Part 1: The SHE OG’s – Where are they now?

Written by Prabjit Chohan-Patel

Once upon a time, Sarah Woods and Julia Perry noticed something very obvious was missing from the Malta business community: a representative body for the growing number of female-led businesses. So they formed SHE Malta, their mission to build a platform for women in business and foster a space of empowerment and reciprocity – via informative and inspiring events – for operational/aspiring female entrepreneurs.

Their dream of community took off, growing from the acorn of intimate gatherings in boutiques and galleries into a flourishing tree of hot ticket events in larger renowned venues and attended by women from different backgrounds (proving SHE Malta was an idea whose time had come). Featuring lessons and wisdom from female speakers, interesting sponsors and an eclectic mix of stalls by artisan brands, SHE events were on their way to becoming a mighty oak. 

Then the world stopped in 2020. And we know how that went. No more physical events of any kind. 

Julia left SHE, taking time out before feeling ready to focus on new projects. Meanwhile Sarah – like so many business owners – regrouped and considered how to continue her enterprise during the pandemic. Voilà…the SHE Malta membership programme was launched, offering access to engaging online talks and webinars. Post pandemic, SHE’s in person member meetups, presentations and workshops were also added to the mix and the member programme continued to grow and flourish.  

This got us thinking. If Sass changed course (and I myself moved into freelancing writing), what about the ‘original girls’ – the SHE OG’s as Sass cleverly calls them – who were involved at the earlier SHE events?  What are they doing now? Did they also diversify due to the pandemic? What are their stories? 

After a call-out to the community, I was fortunate enough to catch up with several of the SHE OG’s and find out.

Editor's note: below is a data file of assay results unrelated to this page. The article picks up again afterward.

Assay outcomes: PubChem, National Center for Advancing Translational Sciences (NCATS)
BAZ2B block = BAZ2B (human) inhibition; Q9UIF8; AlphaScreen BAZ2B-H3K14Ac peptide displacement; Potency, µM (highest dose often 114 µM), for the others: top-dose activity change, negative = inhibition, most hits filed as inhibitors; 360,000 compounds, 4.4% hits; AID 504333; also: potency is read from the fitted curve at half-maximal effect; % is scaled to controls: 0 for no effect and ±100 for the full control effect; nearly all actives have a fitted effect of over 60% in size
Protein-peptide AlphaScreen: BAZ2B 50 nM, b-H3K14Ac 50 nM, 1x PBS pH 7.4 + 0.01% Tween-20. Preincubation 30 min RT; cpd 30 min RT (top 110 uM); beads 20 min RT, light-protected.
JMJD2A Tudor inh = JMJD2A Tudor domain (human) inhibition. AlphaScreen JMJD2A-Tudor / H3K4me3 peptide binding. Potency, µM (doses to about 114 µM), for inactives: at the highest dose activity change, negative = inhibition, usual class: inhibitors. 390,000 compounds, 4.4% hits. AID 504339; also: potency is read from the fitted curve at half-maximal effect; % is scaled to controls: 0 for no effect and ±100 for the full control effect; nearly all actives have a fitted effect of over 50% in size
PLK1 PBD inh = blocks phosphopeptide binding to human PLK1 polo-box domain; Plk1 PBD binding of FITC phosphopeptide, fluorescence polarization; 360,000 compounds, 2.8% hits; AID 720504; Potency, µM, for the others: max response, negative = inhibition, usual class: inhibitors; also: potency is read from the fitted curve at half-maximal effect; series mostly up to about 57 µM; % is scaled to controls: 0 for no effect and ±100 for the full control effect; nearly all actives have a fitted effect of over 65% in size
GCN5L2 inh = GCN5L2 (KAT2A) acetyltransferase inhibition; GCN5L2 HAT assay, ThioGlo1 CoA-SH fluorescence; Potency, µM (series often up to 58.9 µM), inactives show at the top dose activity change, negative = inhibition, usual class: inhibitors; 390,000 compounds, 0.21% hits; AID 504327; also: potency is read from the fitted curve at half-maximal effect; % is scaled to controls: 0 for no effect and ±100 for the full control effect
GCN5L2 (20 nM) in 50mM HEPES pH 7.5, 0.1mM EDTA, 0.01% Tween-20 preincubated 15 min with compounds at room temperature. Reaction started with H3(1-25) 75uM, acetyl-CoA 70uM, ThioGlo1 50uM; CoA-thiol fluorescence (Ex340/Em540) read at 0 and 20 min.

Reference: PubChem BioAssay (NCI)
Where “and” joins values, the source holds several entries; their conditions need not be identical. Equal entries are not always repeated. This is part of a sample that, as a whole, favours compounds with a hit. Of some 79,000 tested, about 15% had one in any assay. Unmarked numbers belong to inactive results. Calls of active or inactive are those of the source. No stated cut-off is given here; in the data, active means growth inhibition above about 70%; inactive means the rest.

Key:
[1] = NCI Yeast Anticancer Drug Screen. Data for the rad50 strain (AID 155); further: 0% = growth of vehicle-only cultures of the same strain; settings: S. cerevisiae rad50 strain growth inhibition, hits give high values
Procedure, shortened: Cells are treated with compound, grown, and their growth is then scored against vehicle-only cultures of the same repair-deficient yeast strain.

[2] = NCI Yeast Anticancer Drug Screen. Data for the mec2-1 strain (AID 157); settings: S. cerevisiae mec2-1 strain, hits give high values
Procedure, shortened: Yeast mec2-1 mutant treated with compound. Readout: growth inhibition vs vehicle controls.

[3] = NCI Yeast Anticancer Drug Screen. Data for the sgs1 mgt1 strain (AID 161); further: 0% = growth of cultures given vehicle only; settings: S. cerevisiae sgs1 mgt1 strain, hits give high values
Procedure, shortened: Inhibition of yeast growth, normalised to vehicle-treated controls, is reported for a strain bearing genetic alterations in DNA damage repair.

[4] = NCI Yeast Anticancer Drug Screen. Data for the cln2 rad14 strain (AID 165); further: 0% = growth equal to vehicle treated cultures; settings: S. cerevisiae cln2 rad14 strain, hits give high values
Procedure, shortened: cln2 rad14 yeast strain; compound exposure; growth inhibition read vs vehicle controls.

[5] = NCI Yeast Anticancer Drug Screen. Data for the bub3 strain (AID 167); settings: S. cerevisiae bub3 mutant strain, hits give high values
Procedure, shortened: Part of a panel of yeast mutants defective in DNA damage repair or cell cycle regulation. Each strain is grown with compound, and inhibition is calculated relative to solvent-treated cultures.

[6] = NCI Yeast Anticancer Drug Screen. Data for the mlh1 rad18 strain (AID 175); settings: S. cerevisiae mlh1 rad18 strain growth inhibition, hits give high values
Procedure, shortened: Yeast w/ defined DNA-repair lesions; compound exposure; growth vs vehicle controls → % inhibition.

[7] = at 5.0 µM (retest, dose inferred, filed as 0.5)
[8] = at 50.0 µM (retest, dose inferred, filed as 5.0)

PAT VELLA – She Takes Off 

“We service our cars every 6 months so why don’t we do this for ourselves?”

We’re starting off with a recognisable SHE Malta face and Queen of the pearl of wisdom in a soundbyte (the words “just press the buzzer” became immortal after her 2018 SHE event appearance), Pat Vella. 

Pat left permanent employment in 2022, leveraging her hospitality experience to move on to freelance pastures. From assisting creative agency Von Peach (who have also featured in the SHE membership program) with the launch of their latest Impeached Magazine edition and Gozo concept creative space, the Bored Peach Club. To organising walking expeditions along the Camino de Santiago de Compostela route. To starting She Takes Off (which deserves an award just for its name), Pat is definitely not sitting still. 

But the road to fulfilment and joy has also included struggle and loss. Talking about what sparked the new direction, she says “Covid changed all of us. I survived this time in the hotel industry but it was like starting a new job.” Then a close friend’s death was a wake up call forcing a reappraisal of what Pat wanted from life and work. Along with her wish to spend time supporting her friend’s partner, this led her to leaving the Phoenicia. “It took a long time to know how to stay home, to relax and just surrender to my situation” she admits, adding “I wasn’t going to spend my week cleaning”.